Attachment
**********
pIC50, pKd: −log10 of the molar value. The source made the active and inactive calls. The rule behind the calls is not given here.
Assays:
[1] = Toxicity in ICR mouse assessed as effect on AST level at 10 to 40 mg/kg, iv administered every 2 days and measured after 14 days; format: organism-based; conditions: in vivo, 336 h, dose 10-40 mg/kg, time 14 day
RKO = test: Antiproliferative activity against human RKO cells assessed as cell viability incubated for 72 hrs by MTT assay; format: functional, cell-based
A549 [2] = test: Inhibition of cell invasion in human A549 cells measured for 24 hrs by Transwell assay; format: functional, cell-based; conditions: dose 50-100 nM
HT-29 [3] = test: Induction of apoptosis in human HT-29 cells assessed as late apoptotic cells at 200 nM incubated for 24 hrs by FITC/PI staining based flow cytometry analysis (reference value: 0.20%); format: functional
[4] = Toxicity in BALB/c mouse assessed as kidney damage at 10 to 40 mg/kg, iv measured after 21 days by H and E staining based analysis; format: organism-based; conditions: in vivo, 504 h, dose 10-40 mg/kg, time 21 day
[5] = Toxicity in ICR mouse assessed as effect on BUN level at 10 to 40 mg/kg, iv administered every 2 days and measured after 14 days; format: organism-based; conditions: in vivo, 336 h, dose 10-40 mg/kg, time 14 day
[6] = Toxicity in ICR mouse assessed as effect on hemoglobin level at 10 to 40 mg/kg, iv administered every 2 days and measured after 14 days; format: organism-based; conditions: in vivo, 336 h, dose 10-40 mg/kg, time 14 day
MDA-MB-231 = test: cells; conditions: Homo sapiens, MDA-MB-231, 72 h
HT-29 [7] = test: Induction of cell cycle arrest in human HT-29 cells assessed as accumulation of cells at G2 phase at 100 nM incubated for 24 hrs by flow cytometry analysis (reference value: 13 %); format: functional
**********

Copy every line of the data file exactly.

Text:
pIC50, pKd: −log10 of the molar value. The source made the active and inactive calls. The rule behind the calls is not given here.
Assays:
[1] = Toxicity in ICR mouse assessed as effect on AST level at 10 to 40 mg/kg, iv administered every 2 days and measured after 14 days; format: organism-based; conditions: in vivo, 336 h, dose 10-40 mg/kg, time 14 day
RKO = test: Antiproliferative activity against human RKO cells assessed as cell viability incubated for 72 hrs by MTT assay; format: functional, cell-based
A549 [2] = test: Inhibition of cell invasion in human A549 cells measured for 24 hrs by Transwell assay; format: functional, cell-based; conditions: dose 50-100 nM
HT-29 [3] = test: Induction of apoptosis in human HT-29 cells assessed as late apoptotic cells at 200 nM incubated for 24 hrs by FITC/PI staining based flow cytometry analysis (reference value: 0.20%); format: functional
[4] = Toxicity in BALB/c mouse assessed as kidney damage at 10 to 40 mg/kg, iv measured after 21 days by H and E staining based analysis; format: organism-based; conditions: in vivo, 504 h, dose 10-40 mg/kg, time 21 day
[5] = Toxicity in ICR mouse assessed as effect on BUN level at 10 to 40 mg/kg, iv administered every 2 days and measured after 14 days; format: organism-based; conditions: in vivo, 336 h, dose 10-40 mg/kg, time 14 day
[6] = Toxicity in ICR mouse assessed as effect on hemoglobin level at 10 to 40 mg/kg, iv administered every 2 days and measured after 14 days; format: organism-based; conditions: in vivo, 336 h, dose 10-40 mg/kg, time 14 day
MDA-MB-231 = test: cells; conditions: Homo sapiens, MDA-MB-231, 72 h
HT-29 [7] = test: Induction of cell cycle arrest in human HT-29 cells assessed as accumulation of cells at G2 phase at 100 nM incubated for 24 hrs by flow cytometry analysis (reference value: 13 %); format: functional